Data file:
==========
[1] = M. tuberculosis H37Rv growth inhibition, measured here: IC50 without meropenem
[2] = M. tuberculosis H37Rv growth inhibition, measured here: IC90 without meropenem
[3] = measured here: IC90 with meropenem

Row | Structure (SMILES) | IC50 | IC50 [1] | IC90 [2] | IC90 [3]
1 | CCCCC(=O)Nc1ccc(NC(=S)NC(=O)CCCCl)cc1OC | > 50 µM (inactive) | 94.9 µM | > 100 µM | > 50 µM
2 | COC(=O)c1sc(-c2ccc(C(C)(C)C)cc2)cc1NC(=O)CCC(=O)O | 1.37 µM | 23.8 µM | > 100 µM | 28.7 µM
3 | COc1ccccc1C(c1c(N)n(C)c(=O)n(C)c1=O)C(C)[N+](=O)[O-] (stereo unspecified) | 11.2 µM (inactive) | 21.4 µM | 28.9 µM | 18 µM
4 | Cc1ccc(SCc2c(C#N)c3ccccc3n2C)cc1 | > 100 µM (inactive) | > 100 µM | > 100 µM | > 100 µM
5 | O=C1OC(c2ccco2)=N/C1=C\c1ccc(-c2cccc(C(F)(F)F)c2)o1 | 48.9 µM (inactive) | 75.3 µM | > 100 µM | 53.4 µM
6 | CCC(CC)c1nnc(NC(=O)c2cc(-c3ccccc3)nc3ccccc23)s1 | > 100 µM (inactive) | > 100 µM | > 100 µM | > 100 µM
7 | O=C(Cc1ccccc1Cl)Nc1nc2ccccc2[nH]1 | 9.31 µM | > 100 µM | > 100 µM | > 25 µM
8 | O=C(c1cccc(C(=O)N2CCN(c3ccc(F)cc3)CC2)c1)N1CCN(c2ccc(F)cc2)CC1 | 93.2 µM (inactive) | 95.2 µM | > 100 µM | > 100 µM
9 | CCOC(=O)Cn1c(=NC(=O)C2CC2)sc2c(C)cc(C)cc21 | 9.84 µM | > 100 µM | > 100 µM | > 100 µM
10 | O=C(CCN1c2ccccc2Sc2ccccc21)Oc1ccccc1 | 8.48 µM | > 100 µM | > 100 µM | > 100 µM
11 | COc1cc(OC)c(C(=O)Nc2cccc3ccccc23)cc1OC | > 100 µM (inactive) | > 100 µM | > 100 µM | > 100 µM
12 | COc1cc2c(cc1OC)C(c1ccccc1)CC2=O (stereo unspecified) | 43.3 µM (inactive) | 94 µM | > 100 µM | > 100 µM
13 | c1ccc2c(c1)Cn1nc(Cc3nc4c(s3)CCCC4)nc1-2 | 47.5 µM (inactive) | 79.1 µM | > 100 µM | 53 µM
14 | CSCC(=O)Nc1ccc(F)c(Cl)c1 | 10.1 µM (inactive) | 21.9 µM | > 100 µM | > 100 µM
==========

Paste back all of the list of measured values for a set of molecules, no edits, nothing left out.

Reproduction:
[1] = M. tuberculosis H37Rv growth inhibition, measured here: IC50 without meropenem
[2] = M. tuberculosis H37Rv growth inhibition, measured here: IC90 without meropenem
[3] = measured here: IC90 with meropenem

Row | Structure (SMILES) | IC50 | IC50 [1] | IC90 [2] | IC90 [3]
1 | CCCCC(=O)Nc1ccc(NC(=S)NC(=O)CCCCl)cc1OC | > 50 µM (inactive) | 94.9 µM | > 100 µM | > 50 µM
2 | COC(=O)c1sc(-c2ccc(C(C)(C)C)cc2)cc1NC(=O)CCC(=O)O | 1.37 µM | 23.8 µM | > 100 µM | 28.7 µM
3 | COc1ccccc1C(c1c(N)n(C)c(=O)n(C)c1=O)C(C)[N+](=O)[O-] (stereo unspecified) | 11.2 µM (inactive) | 21.4 µM | 28.9 µM | 18 µM
4 | Cc1ccc(SCc2c(C#N)c3ccccc3n2C)cc1 | > 100 µM (inactive) | > 100 µM | > 100 µM | > 100 µM
5 | O=C1OC(c2ccco2)=N/C1=C\c1ccc(-c2cccc(C(F)(F)F)c2)o1 | 48.9 µM (inactive) | 75.3 µM | > 100 µM | 53.4 µM
6 | CCC(CC)c1nnc(NC(=O)c2cc(-c3ccccc3)nc3ccccc23)s1 | > 100 µM (inactive) | > 100 µM | > 100 µM | > 100 µM
7 | O=C(Cc1ccccc1Cl)Nc1nc2ccccc2[nH]1 | 9.31 µM | > 100 µM | > 100 µM | > 25 µM
8 | O=C(c1cccc(C(=O)N2CCN(c3ccc(F)cc3)CC2)c1)N1CCN(c2ccc(F)cc2)CC1 | 93.2 µM (inactive) | 95.2 µM | > 100 µM | > 100 µM
9 | CCOC(=O)Cn1c(=NC(=O)C2CC2)sc2c(C)cc(C)cc21 | 9.84 µM | > 100 µM | > 100 µM | > 100 µM
10 | O=C(CCN1c2ccccc2Sc2ccccc21)Oc1ccccc1 | 8.48 µM | > 100 µM | > 100 µM | > 100 µM
11 | COc1cc(OC)c(C(=O)Nc2cccc3ccccc23)cc1OC | > 100 µM (inactive) | > 100 µM | > 100 µM | > 100 µM
12 | COc1cc2c(cc1OC)C(c1ccccc1)CC2=O (stereo unspecified) | 43.3 µM (inactive) | 94 µM | > 100 µM | > 100 µM
13 | c1ccc2c(c1)Cn1nc(Cc3nc4c(s3)CCCC4)nc1-2 | 47.5 µM (inactive) | 79.1 µM | > 100 µM | 53 µM
14 | CSCC(=O)Nc1ccc(F)c(Cl)c1 | 10.1 µM (inactive) | 21.9 µM | > 100 µM | > 100 µM